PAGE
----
Centinari’s laboratory has also worked on research related to the use of plant cover under vines as a management practice to mitigate the impacts of excessive precipitation, one of the symptoms of climate change in the region.
The wine industry is based on the production of grapes. Any threat to the vine also threatens the stability of the wine industry. The volatility of production resulting from climate change is causing new problems for the industry, says Kevin Martin, business extension worker at the Lake Erie Regional Grape Program at the Cornell Lake Erie Research and Extension Laboratory.
“[Growers plan] for higher yields just in case there is a severe frost that impacts the crop, ”Martin said. “So you get bigger and bigger harvests per acre in good years, and smaller and smaller harvests in bad years, because frost damage can be more severe. ”
This fluctuation in production can be problematic for the grape and wine industry, as drastic changes can be difficult to anticipate and result in higher costs for producers.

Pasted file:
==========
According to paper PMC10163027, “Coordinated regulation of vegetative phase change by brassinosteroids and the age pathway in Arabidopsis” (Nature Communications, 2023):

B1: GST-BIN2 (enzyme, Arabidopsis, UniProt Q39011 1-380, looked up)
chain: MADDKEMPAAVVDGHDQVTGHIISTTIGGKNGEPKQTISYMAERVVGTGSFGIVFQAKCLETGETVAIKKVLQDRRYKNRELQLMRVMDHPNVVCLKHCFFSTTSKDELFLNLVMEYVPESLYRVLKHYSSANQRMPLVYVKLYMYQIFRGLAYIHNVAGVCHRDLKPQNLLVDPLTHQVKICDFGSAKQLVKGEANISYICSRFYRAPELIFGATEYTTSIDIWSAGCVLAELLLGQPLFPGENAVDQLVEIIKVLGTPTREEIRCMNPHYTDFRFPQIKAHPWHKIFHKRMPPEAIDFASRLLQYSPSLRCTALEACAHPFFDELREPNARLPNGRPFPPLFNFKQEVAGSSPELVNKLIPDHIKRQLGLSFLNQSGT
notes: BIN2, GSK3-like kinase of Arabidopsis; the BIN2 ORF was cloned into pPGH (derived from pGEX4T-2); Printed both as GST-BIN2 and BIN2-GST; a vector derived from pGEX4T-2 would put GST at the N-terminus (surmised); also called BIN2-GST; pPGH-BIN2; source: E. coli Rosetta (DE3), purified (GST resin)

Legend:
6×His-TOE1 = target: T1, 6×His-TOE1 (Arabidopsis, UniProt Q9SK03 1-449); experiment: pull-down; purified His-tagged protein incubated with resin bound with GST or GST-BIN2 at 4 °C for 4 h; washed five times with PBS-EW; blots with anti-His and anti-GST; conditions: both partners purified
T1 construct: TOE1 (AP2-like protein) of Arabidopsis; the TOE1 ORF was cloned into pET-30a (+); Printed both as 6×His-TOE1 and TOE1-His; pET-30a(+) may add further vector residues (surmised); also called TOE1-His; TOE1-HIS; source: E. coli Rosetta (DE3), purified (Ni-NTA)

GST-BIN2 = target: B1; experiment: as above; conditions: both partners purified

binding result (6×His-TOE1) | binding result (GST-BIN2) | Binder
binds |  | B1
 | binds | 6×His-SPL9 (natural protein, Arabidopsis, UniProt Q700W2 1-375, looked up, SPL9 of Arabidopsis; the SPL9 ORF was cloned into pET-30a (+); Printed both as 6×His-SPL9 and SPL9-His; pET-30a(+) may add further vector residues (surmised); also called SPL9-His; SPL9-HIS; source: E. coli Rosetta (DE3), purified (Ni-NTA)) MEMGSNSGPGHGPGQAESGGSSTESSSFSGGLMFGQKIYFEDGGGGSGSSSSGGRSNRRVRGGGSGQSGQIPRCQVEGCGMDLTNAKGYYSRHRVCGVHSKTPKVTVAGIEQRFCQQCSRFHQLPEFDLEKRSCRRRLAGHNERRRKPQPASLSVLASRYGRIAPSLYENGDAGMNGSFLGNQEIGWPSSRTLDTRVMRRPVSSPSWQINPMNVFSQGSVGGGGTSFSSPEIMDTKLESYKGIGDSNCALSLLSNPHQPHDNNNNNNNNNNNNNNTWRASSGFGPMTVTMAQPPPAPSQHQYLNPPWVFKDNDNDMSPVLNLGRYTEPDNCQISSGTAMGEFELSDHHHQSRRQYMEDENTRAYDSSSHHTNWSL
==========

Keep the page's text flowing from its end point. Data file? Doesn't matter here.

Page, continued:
In Ohio, grape research and extension efforts began at Ohio State University in the late 1960s. Over 50 years ago, when these efforts began, there were only ‘about 25 wineries in Buckeye State.
Early research projects were aimed at establishing a new era for the Ohio grape and wine industry, according to Todd Steiner, oenology program manager and Ohio State outreach specialist.
“Ohio State University researchers have also been instrumental in introducing new French hybrid grape varieties and their corresponding wine potential into the Ohio wine industry,” Steiner said in an email. “Several of the interesting varieties that eventually grew in Ohio vineyards and turned into wine included Foch, Chancellor, Dechaunac, Baco Noir, Vidal blanc, Vignoles and Seyval Blanc during this time. Numerous viticulture and oenology studies have been carried out on these varieties in addition to the American / Labrusca varieties.